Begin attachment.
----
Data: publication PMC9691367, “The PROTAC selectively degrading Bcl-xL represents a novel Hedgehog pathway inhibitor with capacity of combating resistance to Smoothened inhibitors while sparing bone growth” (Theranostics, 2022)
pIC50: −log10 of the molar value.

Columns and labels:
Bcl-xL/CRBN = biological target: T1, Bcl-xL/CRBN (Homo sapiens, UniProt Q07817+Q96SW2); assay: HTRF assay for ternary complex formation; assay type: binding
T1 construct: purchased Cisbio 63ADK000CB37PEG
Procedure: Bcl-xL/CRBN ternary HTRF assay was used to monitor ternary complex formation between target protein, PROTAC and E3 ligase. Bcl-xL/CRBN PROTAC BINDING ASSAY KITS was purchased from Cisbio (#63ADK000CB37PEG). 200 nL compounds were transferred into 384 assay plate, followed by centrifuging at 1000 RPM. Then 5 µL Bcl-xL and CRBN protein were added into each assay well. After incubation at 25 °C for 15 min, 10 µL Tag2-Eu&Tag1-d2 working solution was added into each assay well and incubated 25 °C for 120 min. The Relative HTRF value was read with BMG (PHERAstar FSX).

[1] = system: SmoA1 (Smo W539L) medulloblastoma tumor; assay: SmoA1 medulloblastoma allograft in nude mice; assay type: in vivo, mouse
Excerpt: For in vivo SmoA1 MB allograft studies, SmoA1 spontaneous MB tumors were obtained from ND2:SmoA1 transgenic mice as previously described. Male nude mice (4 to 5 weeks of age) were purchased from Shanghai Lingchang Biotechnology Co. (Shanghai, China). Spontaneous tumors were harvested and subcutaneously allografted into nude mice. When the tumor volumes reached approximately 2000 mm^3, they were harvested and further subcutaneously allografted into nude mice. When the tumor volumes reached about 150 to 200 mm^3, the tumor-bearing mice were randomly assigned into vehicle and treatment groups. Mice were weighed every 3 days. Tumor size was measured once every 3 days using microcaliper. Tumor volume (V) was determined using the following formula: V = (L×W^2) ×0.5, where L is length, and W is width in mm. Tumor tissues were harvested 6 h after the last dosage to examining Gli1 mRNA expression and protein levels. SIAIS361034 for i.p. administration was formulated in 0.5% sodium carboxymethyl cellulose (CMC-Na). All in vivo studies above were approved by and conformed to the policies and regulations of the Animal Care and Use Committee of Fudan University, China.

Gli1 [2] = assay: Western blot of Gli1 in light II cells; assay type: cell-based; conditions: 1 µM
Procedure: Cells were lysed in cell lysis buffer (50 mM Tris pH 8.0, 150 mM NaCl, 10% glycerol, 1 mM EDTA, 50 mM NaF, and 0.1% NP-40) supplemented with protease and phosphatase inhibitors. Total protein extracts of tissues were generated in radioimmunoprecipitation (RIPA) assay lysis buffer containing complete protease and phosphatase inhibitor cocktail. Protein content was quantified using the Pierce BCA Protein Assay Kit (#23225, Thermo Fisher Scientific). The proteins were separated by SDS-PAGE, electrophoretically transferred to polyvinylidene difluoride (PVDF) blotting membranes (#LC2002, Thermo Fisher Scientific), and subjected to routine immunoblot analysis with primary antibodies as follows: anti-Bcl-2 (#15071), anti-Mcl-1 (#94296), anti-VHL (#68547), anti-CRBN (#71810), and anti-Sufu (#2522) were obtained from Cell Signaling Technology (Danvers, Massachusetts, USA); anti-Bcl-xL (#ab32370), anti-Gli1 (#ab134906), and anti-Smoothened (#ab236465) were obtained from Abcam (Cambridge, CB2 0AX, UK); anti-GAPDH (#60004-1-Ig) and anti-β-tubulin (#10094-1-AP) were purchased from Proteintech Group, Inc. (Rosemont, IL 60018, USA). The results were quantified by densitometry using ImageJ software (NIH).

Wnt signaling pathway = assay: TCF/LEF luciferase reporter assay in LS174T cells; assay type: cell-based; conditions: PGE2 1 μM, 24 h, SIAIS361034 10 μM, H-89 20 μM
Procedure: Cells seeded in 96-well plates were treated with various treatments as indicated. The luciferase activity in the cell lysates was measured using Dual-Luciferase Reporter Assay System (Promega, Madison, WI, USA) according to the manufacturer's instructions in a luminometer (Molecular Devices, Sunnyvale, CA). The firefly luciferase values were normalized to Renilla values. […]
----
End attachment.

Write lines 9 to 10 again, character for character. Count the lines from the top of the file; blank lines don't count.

Gli1 [2] = assay: Western blot of Gli1 in light II cells; assay type: cell-based; conditions: 1 µM
Procedure: Cells were lysed in cell lysis buffer (50 mM Tris pH 8.0, 150 mM NaCl, 10% glycerol, 1 mM EDTA, 50 mM NaF, and 0.1% NP-40) supplemented with protease and phosphatase inhibitors. Total protein extracts of tissues were generated in radioimmunoprecipitation (RIPA) assay lysis buffer containing complete protease and phosphatase inhibitor cocktail. Protein content was quantified using the Pierce BCA Protein Assay Kit (#23225, Thermo Fisher Scientific). The proteins were separated by SDS-PAGE, electrophoretically transferred to polyvinylidene difluoride (PVDF) blotting membranes (#LC2002, Thermo Fisher Scientific), and subjected to routine immunoblot analysis with primary antibodies as follows: anti-Bcl-2 (#15071), anti-Mcl-1 (#94296), anti-VHL (#68547), anti-CRBN (#71810), and anti-Sufu (#2522) were obtained from Cell Signaling Technology (Danvers, Massachusetts, USA); anti-Bcl-xL (#ab32370), anti-Gli1 (#ab134906), and anti-Smoothened (#ab236465) were obtained from Abcam (Cambridge, CB2 0AX, UK); anti-GAPDH (#60004-1-Ig) and anti-β-tubulin (#10094-1-AP) were purchased from Proteintech Group, Inc. (Rosemont, IL 60018, USA). The results were quantified by densitometry using ImageJ software (NIH).